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Day in Engineering History Archive - May 25

May 25

Day in Engineering History May 25 Archive - RF CafeMemorial Day - Remember Our Fallen Servicemen!  Please click here to visit RF Cafe.1844: The gasoline engine was patented by Stuart Perry. 1865: Pieter Zeeman who won Nobel Prize in Physics for splitting of spectral lines (the Zeeman effect), was born. 1888: Nobel Prize winner Ascanio Sobrero, who discovered nitroglycerine, died. 1889: Helicopter pioneer Igor Sikorsky was born. 1927: Henry Ford stopped producing Model T car and began producing the Model A. 1940: Penicillin ("mould juice" per its discoverer), was tested and proven effective by Norman Heatley. 1961: President Kennedy announced his goal to initiate a goal of "landing a man on the moon" before the end of the decade. 1973: The U.S. launched the first Skylab crew. 1992: Jay Leno made his debut as permanent host of NBC's "Tonight Show," succeeding Johnny Carson. 1999: Waldo Semon, the inventor of PVC plastic, died. 2008: NASA's Phoenix spacecraft landed on Mars, in search of life.

| Jan | Feb | Mar | Apr | May | Jun | Jul | Aug | Sep | Oct | Nov | Dec |

Note: These historical tidbits have been collected from various sources, mostly on the Internet. As detailed in this article, there is a lot of wrong information that is repeated hundreds of times because most websites do not validate with authoritative sources. On RF Cafe, events with hyperlinks have been verified. Many years ago, I began commemorating the birthdays of notable people and events with special RF Cafe logos. Where available, I like to use images from postage stamps from the country where the person or event occurred. Images used in the logos are often from open source websites like Wikipedia, and are specifically credited with a hyperlink back to the source where possible. Fair Use laws permit small samples of copyrighted content.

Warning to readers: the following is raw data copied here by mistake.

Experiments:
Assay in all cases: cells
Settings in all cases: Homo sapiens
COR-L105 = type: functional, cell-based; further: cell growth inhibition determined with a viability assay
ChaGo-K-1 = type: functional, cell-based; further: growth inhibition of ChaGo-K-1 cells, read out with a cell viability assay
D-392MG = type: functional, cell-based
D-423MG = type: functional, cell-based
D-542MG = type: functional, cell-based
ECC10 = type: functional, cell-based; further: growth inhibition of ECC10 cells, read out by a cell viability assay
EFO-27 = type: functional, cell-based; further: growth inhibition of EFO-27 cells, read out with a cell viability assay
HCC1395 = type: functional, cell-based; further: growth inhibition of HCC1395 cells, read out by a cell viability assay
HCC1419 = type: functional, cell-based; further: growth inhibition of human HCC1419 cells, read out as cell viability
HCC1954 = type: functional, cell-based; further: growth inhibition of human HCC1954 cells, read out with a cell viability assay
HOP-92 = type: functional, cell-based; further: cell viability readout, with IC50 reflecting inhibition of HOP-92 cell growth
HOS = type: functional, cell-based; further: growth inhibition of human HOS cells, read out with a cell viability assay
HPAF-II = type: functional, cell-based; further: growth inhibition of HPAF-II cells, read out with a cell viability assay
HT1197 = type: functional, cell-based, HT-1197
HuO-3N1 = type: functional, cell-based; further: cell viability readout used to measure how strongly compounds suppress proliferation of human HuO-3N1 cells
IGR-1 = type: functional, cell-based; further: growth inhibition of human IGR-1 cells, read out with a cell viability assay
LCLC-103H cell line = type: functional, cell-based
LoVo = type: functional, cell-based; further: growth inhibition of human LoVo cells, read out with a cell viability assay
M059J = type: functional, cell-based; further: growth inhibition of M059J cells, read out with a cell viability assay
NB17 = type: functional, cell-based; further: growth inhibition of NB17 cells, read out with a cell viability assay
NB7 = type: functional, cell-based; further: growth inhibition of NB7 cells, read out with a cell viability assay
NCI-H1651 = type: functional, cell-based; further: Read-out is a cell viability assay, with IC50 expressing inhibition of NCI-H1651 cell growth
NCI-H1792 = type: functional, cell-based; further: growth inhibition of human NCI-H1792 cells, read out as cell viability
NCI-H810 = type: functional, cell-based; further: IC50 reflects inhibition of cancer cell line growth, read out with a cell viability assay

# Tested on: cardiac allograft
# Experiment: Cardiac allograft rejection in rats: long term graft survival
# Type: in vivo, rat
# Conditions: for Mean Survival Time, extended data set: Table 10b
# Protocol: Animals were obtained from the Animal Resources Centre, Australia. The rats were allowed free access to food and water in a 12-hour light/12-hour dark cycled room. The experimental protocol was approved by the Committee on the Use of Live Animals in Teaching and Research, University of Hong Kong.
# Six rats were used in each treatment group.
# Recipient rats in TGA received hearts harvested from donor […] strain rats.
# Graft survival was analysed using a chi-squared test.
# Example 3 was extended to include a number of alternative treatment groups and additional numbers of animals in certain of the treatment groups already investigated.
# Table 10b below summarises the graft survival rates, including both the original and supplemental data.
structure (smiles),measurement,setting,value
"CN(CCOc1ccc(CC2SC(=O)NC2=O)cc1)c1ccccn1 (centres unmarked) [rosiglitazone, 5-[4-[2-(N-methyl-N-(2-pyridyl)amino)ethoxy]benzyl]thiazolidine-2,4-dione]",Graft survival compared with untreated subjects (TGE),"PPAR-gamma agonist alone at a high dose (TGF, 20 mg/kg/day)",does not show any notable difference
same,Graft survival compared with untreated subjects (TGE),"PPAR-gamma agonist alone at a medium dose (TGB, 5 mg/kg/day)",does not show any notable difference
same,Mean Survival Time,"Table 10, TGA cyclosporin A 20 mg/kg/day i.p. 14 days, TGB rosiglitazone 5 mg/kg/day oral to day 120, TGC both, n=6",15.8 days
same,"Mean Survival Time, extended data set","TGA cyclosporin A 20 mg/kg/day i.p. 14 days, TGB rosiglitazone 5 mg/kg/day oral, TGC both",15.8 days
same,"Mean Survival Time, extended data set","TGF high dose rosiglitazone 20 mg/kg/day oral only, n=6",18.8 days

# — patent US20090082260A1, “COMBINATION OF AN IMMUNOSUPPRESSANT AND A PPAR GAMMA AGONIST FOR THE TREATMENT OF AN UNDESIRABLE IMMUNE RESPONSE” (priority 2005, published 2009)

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Copyright: 1996 - 2024

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RF Cafe began life in 1996 as "RF Tools" in an AOL screen name web space totaling 2 MB. Its primary purpose was to provide me with ready access to commonly needed formulas and reference material while performing my work as an RF system and circuit design engineer. The World Wide Web (Internet) was largely an unknown entity at the time and bandwidth was a scarce commodity. Dial-up modems blazed along at 14.4 kbps while tying up your telephone line, and a nice lady's voice announced "You've Got Mail" when a new message arrived...

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